Tuesday, July 12, 2005

Reports Say Afghan Villagers Sheltered Wounded U.S. SEAL from the Taliban

An inspiring true story of civilian courage in the face of armed militants.

Today, CNN Interactive reported that a wounded U.S. Navy SEAL was hidden by Afghan villagers who defied demands from armed Taliban fighters loyal to the group's leader, Mullah Muhammad Omar (right), that he be turned over. The SEAL, who had multiple leg injuries, was one of the members of a missing reconnaissance team who disappeared in late June. The other 3 SEALs in his party were killed in action against Taliban fighters. A U.S. MH-47 transport helicopter, carrying reinforcements and a search party, was shot down by the Taliban, killing all 16 U.S. military personnel aboard.

Early reports, spurred on by Taliban announcements, stated that up to 3 SEALs had been captured by the militant Deobandi organization. Some reports also said that Taliban militants had executed them. These reports have been denied by U.S. military spokespeople, though a total of 19 soldiers died in the reconnaissance and rescue operations.

According to U.S. military reports, an Afghan villager discovered the wounded SEAL and helped him back to a nearby village. When armed Taliban paramilitary fighters came to the village and demanded that the SEAL be turned over, the villagers rebuffed them. After turning the Taliban away, a villager carried a note from the soldier verifying his identity and location to U.S. forces, who picked up the SEAL on July 3.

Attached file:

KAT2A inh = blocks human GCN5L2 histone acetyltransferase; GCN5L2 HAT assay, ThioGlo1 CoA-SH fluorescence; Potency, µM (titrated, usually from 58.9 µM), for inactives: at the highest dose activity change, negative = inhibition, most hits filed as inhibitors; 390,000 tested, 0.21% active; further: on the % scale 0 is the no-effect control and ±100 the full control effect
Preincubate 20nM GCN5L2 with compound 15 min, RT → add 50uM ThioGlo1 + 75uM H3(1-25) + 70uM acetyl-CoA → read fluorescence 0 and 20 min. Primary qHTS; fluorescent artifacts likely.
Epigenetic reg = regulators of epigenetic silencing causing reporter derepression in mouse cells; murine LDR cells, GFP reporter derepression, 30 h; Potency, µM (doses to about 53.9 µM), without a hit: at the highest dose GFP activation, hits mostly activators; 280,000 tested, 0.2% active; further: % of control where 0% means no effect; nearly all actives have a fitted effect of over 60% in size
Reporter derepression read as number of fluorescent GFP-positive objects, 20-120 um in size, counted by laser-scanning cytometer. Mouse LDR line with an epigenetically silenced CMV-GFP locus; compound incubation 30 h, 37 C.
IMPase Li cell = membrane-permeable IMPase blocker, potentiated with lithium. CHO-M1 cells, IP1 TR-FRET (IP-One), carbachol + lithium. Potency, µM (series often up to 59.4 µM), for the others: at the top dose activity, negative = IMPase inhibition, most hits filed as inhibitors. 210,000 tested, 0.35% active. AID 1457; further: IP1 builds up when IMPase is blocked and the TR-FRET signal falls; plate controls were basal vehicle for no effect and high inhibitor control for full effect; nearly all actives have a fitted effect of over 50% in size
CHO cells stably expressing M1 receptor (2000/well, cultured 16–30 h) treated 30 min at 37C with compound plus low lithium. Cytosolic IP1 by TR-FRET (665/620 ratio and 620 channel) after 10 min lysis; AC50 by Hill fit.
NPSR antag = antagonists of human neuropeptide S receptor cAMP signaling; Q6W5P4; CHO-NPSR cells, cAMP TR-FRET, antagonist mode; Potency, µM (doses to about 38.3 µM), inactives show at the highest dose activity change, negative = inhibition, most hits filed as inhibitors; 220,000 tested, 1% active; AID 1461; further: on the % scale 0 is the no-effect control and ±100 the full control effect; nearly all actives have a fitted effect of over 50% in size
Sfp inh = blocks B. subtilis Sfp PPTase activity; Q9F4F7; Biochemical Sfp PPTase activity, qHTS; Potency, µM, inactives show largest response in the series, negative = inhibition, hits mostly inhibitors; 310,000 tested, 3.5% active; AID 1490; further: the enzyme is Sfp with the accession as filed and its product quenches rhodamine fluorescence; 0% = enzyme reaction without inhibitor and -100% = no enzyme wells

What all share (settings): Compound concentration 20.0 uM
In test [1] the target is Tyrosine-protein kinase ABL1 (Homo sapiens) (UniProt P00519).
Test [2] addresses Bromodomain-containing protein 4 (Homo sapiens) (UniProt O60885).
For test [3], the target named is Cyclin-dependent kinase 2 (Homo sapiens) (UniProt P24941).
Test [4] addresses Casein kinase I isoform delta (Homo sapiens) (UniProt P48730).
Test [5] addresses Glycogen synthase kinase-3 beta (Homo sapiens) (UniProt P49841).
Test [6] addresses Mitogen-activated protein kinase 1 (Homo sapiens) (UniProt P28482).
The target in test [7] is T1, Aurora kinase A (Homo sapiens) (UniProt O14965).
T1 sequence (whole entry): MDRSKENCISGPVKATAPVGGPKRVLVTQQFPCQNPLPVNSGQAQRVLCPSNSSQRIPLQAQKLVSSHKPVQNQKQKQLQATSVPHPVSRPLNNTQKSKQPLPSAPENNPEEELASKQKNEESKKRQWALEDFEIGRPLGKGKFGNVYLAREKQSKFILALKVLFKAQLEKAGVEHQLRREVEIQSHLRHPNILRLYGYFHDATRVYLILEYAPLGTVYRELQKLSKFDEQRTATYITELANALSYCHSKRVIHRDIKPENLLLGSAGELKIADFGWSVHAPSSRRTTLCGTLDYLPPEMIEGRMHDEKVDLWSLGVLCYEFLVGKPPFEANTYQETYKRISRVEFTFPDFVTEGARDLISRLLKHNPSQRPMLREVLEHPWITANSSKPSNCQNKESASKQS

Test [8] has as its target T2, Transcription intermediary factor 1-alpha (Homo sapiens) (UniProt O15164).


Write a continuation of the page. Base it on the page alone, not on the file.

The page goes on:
To view the full CNN Interactive story, see:

In my opinion, this is an inspiring example of the courage of ordinary people, in this case Afghan villagers, who stood up against an armed militant group known for its violence and repressive attitudes toward both men and women. Instead of being cowed by the Taliban, these villagers defied them, forcing them to back down. This is no small matter, since the Taliban's record is both brutal and well-known. During the five years it ruled most of Afghanistan, they issued draconian restrictions on women and men, severely cracked down on all forms of entertainment and activities that they deemed to be "un-Islamic," and they committed numerous massacres, including a series of organized executions of Shi'ite Hazara between 1998 and 2001.

To view a U.S. Department of State report on massacres committed by the Taliban, see:

My sincere hope is that more and more ordinary Afghans and Iraqis say, "enough is enough," to the terrorists and radical insurgents that commit acts of horrific violence in the name of Islam. I think there are already signs that this is beginning to happen.